Review and photos – The National at Malkin Bowl, Vancouver, Sept 9 2010
– review by Elecia Chrunik/photos by Ashley Tanasiychuk
When the weather cooperates, Malkin Bowl is a fantastic place to see a concert. The massive trees tower above, giving everything a sort of magical bent and the sound from the stage is super clear, plus there are tons of vantage points to take it all in from. When The National returned to Vancouver to play two shows at the outdoor venue, I caught the first one on Thursday night.
Eight guys took to the stage as the Brooklyn-based band played to promote their latest album High Violet. The ensemble included strings and horns and the show got under way with “The Runaway” from 2010’s High Violet, following up with their latest single “Anyone’s Ghost”.
The National is most closely tied to lead singer Matt Berninger’s voice, an instantly recognizable baritone (what girl isn’t a sucker for a voice like that?) and the poetic, sometimes ultra obscure and almost always melodramatic lyrics in the songs he writes. The music doesn’t exactly lend itself to a high-energy stage show but the sound is big and if you like the music, you get exactly what you need from the concert.
Things started to get going on stage with “Bloodbuzz Ohio”, High Violet‘s first single, though the band followed up with the slow and pretty “Slow Show” from 2007’s Boxer. The National got the audience clapping along with the next track, “Squalor Victoria”.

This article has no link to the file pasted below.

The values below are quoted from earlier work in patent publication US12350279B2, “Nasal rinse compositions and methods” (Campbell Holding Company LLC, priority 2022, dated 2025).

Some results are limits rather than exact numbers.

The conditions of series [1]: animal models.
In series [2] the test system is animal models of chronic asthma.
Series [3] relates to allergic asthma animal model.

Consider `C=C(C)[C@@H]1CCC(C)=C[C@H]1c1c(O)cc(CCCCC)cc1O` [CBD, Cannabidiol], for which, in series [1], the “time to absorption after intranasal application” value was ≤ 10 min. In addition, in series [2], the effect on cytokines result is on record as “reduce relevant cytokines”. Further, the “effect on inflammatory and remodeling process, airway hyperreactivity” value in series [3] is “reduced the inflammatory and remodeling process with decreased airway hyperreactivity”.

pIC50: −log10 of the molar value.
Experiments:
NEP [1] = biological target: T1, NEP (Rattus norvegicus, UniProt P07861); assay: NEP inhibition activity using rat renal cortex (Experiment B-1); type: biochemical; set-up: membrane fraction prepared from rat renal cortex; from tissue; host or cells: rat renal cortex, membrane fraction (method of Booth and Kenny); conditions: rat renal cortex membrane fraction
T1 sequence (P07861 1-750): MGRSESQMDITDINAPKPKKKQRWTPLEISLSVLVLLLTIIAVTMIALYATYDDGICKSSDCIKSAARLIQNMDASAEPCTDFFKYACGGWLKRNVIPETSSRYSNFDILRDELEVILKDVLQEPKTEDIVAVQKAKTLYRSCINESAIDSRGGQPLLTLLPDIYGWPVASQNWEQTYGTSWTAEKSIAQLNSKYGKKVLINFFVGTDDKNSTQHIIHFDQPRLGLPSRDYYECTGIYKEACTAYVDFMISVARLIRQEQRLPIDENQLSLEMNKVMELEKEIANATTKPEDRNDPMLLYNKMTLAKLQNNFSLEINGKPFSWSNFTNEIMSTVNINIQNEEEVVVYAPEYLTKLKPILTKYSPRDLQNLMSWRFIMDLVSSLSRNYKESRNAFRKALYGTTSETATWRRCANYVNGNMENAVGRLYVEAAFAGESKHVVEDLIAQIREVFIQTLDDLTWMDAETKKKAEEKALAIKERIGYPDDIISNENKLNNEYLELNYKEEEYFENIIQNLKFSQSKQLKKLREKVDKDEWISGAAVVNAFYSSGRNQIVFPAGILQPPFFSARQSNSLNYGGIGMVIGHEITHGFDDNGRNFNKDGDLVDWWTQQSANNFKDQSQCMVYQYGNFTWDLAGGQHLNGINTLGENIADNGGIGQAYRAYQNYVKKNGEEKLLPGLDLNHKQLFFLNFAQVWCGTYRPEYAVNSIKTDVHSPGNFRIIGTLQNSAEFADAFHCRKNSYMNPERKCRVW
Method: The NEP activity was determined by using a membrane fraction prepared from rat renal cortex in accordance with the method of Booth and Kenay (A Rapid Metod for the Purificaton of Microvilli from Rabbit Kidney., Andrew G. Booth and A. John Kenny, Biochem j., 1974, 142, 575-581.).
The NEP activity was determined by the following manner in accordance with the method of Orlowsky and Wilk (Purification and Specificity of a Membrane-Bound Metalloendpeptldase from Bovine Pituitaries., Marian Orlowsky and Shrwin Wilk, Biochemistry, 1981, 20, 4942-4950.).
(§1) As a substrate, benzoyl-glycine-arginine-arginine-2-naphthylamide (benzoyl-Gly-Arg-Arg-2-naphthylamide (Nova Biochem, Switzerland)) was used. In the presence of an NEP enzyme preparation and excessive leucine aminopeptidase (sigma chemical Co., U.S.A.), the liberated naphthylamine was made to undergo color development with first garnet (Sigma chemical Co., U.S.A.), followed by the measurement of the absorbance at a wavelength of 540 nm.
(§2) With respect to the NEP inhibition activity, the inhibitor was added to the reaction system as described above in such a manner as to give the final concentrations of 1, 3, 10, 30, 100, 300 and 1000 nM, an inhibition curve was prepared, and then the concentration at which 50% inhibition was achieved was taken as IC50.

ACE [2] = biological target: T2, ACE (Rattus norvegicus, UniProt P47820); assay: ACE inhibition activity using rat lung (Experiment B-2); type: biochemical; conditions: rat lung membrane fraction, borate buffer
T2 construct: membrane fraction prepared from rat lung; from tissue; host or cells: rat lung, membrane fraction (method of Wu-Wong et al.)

At this point, I left my spot at the front to go hang out on the grass slope closer to the back so I could check out the full scope of the audience. Combined with the fact that Friday’s show sold-out as well, it appears The National have a lot of fans in Vancouver, of all ages – their sound is really accessible. And as this tour continues on into next year, they will head over to Europe in November having already sold out most of the shows in the UK, which attests to the devoted following they’ve accrued since they started gaining recognition with 2005’s album Alligator.
And while the band’s sound is dark, the band members (in addition to Berninger, there are two sets of brothers: Aaron and Bryce Dessner and Bryan and Scott Devendorf) were light-hearted between tracks, conversing with the audience and cracking quick-witted jokes. They played “Daughters of the Soho Riots” from Alligator, my favorite old song of theirs. And they were gracious, dedicating a couple of covers to the opening band The Walkmen, who Berninger sited as an inspiration for the band.
I left during the first encore (it was getting chilly) and am not sure if they came on for a second one. But the audience was transfixed and was eager to show their appreciation. If anything, the band is endearing, I have a feeling they’ll pick up more devotees as time goes on.